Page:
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The Cay

The Cay


by Theodore Taylor

The Cay Chapter 3 Summary

  • As you probably guessed, a torpedo does indeed hit Phillip's ship early in the morning on April 6, 1942.
  • Mother calmly leads Phillip out onto the deck where the captain is giving orders. Phillip and his mom are handed into a lifeboat, but when the boat is lowered, everyone is plunged into the water.
  • Crash, boom, smash! Something hits Phillip from above.
  • Several hours later, Phillip opens his eyes to find himself on a boat with a "very old Negro" whom Phillip thinks is pretty "ugly" (his word, not ours), and the cook's cat named Stew (3.14).
  • The old man tells Phillip he pulled him aboard the raft and doesn't know exactly where the others are. He talks with a thick West Indian accent and calls Phillip "young bahss [boss]" (3.12).
  • Phillip is pretty freaked out, so he has himself a good cry. The old man introduces him to the cat, Stew. Phillip gets seasick and pukes over the side.
  • The old man builds a flimsy shelter from some pieces of raft and their clothes. Phillip falls asleep. When he wakes up, his head hurts more than ever.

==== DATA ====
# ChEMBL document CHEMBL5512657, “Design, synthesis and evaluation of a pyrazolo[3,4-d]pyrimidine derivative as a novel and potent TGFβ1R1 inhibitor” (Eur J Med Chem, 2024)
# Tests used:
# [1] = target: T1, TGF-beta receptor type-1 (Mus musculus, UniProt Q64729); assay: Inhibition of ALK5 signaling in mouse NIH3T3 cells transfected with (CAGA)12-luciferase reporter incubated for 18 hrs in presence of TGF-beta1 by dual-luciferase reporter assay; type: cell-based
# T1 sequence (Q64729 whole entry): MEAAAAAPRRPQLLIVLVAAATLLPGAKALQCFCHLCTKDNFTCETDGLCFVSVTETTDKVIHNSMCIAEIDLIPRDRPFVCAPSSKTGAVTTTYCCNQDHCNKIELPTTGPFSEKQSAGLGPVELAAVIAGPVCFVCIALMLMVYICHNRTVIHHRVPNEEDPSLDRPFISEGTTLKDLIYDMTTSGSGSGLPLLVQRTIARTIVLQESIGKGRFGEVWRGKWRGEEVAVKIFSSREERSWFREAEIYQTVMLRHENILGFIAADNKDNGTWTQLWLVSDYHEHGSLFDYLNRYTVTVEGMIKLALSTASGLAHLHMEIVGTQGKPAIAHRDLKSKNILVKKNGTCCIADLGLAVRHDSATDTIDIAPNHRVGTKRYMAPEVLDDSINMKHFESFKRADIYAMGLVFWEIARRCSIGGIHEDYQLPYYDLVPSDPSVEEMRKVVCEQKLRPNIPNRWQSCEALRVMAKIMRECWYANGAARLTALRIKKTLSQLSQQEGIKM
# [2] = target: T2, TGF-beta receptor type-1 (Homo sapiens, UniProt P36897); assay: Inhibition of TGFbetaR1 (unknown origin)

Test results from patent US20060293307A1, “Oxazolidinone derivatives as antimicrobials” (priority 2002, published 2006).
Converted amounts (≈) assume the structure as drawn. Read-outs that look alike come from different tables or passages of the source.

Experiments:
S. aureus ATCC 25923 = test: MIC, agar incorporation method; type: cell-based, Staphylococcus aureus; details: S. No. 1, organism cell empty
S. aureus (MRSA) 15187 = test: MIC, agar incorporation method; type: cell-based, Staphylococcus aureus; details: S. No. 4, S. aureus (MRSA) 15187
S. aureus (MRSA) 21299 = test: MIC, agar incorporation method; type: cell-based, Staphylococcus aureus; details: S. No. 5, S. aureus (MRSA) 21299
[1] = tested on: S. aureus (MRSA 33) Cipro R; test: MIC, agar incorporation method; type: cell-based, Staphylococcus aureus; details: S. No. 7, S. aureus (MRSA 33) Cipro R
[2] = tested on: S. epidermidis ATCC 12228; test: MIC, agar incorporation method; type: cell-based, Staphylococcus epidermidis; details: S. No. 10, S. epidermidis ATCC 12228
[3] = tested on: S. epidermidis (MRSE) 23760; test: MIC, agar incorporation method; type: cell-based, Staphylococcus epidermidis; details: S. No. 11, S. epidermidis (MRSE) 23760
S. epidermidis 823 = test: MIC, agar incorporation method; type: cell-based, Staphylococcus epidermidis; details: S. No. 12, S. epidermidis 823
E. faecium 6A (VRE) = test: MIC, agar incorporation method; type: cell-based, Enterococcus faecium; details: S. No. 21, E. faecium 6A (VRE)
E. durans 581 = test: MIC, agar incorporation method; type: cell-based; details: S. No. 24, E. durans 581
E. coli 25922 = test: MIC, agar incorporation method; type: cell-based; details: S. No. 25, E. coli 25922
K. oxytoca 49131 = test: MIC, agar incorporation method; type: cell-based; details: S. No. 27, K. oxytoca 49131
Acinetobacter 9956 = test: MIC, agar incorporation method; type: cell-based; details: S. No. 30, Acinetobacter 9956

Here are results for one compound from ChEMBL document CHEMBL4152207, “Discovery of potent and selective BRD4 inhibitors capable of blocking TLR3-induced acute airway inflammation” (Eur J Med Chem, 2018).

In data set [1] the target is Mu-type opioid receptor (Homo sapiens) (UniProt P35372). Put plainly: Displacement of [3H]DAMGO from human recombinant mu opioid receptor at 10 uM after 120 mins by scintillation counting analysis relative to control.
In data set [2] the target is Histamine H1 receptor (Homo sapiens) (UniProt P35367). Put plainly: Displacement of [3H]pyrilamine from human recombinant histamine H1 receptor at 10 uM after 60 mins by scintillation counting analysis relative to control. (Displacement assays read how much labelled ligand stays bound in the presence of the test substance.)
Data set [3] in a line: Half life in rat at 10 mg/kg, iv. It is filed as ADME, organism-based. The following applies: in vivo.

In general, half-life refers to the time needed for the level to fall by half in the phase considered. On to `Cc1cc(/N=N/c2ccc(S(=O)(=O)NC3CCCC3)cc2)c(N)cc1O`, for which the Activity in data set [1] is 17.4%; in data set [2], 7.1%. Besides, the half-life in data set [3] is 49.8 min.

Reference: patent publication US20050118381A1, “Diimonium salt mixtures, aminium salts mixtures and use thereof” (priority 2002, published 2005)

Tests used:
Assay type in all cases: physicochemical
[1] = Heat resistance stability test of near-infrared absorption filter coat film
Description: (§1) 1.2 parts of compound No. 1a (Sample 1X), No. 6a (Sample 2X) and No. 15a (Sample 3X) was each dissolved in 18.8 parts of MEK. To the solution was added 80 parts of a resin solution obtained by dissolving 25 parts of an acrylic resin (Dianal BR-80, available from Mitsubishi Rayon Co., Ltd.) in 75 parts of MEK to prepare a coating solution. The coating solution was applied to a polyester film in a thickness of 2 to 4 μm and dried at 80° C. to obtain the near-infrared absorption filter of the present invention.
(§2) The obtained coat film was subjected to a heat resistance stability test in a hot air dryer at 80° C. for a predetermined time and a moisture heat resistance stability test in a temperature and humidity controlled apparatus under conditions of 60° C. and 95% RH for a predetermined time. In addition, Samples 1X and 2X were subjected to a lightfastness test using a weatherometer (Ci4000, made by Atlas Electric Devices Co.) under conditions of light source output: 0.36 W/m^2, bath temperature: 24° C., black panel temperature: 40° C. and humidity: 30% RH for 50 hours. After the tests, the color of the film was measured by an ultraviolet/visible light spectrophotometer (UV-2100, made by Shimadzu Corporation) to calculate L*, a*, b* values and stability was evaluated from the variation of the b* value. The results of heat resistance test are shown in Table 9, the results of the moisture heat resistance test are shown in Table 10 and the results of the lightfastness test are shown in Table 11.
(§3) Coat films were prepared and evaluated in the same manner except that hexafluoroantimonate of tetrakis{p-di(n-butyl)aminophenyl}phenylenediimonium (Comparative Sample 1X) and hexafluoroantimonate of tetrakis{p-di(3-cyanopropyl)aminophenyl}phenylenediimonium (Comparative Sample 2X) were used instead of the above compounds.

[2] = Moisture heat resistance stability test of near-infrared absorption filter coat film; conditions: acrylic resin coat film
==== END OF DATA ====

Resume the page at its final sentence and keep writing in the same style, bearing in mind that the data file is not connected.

• He asks the man his name and learns that it's Timothy. Phillip introduces himself as well and asks for water to drink from the keg on the raft.
  • Timothy will only give Phillip a little drink. Phillip gets snotty and starts complaining, but Timothy won't budge. He's a stubborn guy, and says they have to conserve water.
  • Phillips starts to think that maybe he agrees with his racist mother – who is not so much a fan of all the black people on Curaçao.
  • The day passes and the flying fish begin to jump around on the sea. Timothy catches one, skins it, and gives the two biggest pieces to Phillip to eat.
  • Phillip doesn't want to eat the raw fish, but Timothy starts sucking on his right away.
  • Phillip turns on his stomach and pouts, thinking of home. He tells Timothy that he wouldn't even be there if not for his stupid mother.
  • Timothy zings him by asking if his mother "started dis terrible wahr, eh, young bahss?" (3.73).

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